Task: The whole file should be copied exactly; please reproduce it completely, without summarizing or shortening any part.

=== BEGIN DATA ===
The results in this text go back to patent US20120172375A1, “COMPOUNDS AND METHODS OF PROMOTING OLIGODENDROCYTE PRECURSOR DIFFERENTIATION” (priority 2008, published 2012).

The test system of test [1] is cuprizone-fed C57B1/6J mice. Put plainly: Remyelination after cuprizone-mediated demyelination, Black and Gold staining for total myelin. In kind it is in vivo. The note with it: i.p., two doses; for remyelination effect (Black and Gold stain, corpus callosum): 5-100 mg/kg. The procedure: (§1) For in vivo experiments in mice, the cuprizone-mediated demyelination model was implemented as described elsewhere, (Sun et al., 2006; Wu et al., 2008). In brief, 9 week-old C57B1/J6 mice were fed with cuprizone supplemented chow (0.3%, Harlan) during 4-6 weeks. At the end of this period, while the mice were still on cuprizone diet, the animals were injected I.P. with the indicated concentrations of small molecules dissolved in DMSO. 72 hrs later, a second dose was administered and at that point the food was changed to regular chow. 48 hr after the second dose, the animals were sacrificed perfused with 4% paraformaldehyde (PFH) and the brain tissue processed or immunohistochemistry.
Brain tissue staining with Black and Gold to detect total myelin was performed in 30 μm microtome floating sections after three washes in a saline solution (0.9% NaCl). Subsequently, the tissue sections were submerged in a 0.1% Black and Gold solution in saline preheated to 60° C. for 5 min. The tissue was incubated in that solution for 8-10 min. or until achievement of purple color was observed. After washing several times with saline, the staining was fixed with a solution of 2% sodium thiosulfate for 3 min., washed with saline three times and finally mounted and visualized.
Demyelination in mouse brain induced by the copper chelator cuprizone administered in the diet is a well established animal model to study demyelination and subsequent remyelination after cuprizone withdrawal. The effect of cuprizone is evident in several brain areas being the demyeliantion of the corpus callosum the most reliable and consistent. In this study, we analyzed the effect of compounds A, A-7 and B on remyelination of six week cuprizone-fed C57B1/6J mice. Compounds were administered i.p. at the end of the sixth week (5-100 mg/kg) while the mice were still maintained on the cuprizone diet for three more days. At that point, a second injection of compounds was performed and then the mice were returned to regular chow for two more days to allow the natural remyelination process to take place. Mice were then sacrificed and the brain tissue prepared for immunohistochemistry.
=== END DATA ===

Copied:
The results in this text go back to patent US20120172375A1, “COMPOUNDS AND METHODS OF PROMOTING OLIGODENDROCYTE PRECURSOR DIFFERENTIATION” (priority 2008, published 2012).

The test system of test [1] is cuprizone-fed C57B1/6J mice. Put plainly: Remyelination after cuprizone-mediated demyelination, Black and Gold staining for total myelin. In kind it is in vivo. The note with it: i.p., two doses; for remyelination effect (Black and Gold stain, corpus callosum): 5-100 mg/kg. The procedure: (§1) For in vivo experiments in mice, the cuprizone-mediated demyelination model was implemented as described elsewhere, (Sun et al., 2006; Wu et al., 2008). In brief, 9 week-old C57B1/J6 mice were fed with cuprizone supplemented chow (0.3%, Harlan) during 4-6 weeks. At the end of this period, while the mice were still on cuprizone diet, the animals were injected I.P. with the indicated concentrations of small molecules dissolved in DMSO. 72 hrs later, a second dose was administered and at that point the food was changed to regular chow. 48 hr after the second dose, the animals were sacrificed perfused with 4% paraformaldehyde (PFH) and the brain tissue processed or immunohistochemistry.
Brain tissue staining with Black and Gold to detect total myelin was performed in 30 μm microtome floating sections after three washes in a saline solution (0.9% NaCl). Subsequently, the tissue sections were submerged in a 0.1% Black and Gold solution in saline preheated to 60° C. for 5 min. The tissue was incubated in that solution for 8-10 min. or until achievement of purple color was observed. After washing several times with saline, the staining was fixed with a solution of 2% sodium thiosulfate for 3 min., washed with saline three times and finally mounted and visualized.
Demyelination in mouse brain induced by the copper chelator cuprizone administered in the diet is a well established animal model to study demyelination and subsequent remyelination after cuprizone withdrawal. The effect of cuprizone is evident in several brain areas being the demyeliantion of the corpus callosum the most reliable and consistent. In this study, we analyzed the effect of compounds A, A-7 and B on remyelination of six week cuprizone-fed C57B1/6J mice. Compounds were administered i.p. at the end of the sixth week (5-100 mg/kg) while the mice were still maintained on the cuprizone diet for three more days. At that point, a second injection of compounds was performed and then the mice were returned to regular chow for two more days to allow the natural remyelination process to take place. Mice were then sacrificed and the brain tissue prepared for immunohistochemistry.